Sin 2

“I feel something so right doing the wrong thing and I feel something so wrong doing the right thing……. Everything that kills me makes me feel alive.”

These two verses appear in One Republic’s hit song “Counting Stars” and I like the contrast between the two lines for it demonstrates the dichotomy between right and wrong.  As the lines suggests, remorse may never grip us for our misdeeds while we may balk at doing the right thing.  We sometimes immerse in ours sins frequently that we feel numb to its influence and impact.

Spider-Man 3 illustrates vividly this good versus evil idea.  A turning point in the movie depicts venom crawling onto Peter’s bed as he is resting-in his Spider-Man outfit. Images of Uncle Ben and Flint Marko haunt Peter while the venom attaches itself onto his red and blue suit, covering him from head to foot.  The next scene has Peter in all black,  clinging to a building wall.  “Wow! This feels good,” he comments as the glass window reveals to him his new suit. Then, he leaps off the building and flies down to the streets, swinging faster than usual.  He swoops over traffic to land onto a light fixture. Doffing his mask, he says, with a smile, “This is something else.”

The subway train scene where Spider-Man and Sandman fight for the second time represents Peter’s angry rampage and reflects his retributive spirit. The black suit controls his mind as he stops at nothing to defeat his uncle’s assailant.  The fight ends with Peter drowning (literally) Sandman. He’s made of sand, after all!

Afterward, Peter confides in his Aunt May and informs her Spider-Man killed Flint Marko. This is where Aunt May gives Peter wise counsel on an important concept: forgiveness. When Peter argues Marko deserved death for killing Uncle Ben, she opines, ” I don’t think it’s for us to say whether a person deserves to live or die.” She explains to Peter Uncle Ben wouldn’t want them to live with revenge in their hearts.  “It’s like a poison-it can take you over. Before you know it, it turns us into something ugly,” she adds.  Interesting how she says this following Spider-Man and Sandman’s brawl in the previous scene.  This is only the beginning of Peter’s transformation from good to bad. Venom turned Spider-Man into something ugly indeed!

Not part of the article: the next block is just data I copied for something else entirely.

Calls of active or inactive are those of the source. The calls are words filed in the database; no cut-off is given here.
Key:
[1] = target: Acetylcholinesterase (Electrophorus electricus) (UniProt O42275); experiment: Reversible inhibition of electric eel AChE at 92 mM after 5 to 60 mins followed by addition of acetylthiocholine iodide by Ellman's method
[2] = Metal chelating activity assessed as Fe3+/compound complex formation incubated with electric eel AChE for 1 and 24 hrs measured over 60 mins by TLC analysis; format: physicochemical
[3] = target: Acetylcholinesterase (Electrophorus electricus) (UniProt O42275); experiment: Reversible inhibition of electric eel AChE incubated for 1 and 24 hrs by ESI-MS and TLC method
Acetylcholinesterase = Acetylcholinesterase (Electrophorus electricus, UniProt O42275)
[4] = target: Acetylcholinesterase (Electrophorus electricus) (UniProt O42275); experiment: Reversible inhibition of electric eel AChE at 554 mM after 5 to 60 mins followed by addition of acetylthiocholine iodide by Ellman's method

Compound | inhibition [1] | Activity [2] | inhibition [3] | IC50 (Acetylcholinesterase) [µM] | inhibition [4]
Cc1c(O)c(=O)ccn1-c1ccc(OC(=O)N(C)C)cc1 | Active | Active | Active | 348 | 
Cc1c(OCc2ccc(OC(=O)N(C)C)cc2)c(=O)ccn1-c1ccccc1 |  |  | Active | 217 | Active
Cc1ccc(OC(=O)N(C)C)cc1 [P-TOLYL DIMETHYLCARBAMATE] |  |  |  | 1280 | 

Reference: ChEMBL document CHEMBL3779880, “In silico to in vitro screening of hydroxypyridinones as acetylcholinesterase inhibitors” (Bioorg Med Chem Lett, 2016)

The movie follows Peter’s transformation from his traditional red and blue suit to black.  As the black suit engulfs Peter, anger and vengeance prompt him to carry himself in a confident, yet arrogant manner.  Not only does venom dictate his personality and behavior, it hardens his heart to forgive Flint.  This dramatic behavioral change can be seen in Scripture.  Romans 8:5 asserts, “Those who are dominated by the sinful nature think about sinful things, but those who are controlled by the Holy Spirit think about things that please the Spirit.”

An intriguing observation: notice the American Flag in the background before the final duel between Spider-Man and Sandman with Venom.  As Spider-Man races on a rooftop ledge, the American Flag appears behind him. Coincidence? I think not! The American flag presenting itself is, I believe, significant for it accentuates not only patriotism and freedom,  but Spider-Man’s return to serving and protecting New York City residents.

The Scripture rings true for me as my mind tends to focus on worldly affairs, but I try to exit that concentration  with daily Bible reading and meditation.  Despite my foibles, the Holy Spirit speaks directly to me as it guides me in life. Like the movie suggests, sin tempts us to do things we would not do otherwise.  My shortcomings may match other people’s, but I must not succumb to them for the Holy Spirit is stronger than my weaknesses. The Holy Spirit will intervene and lead me to Christ.


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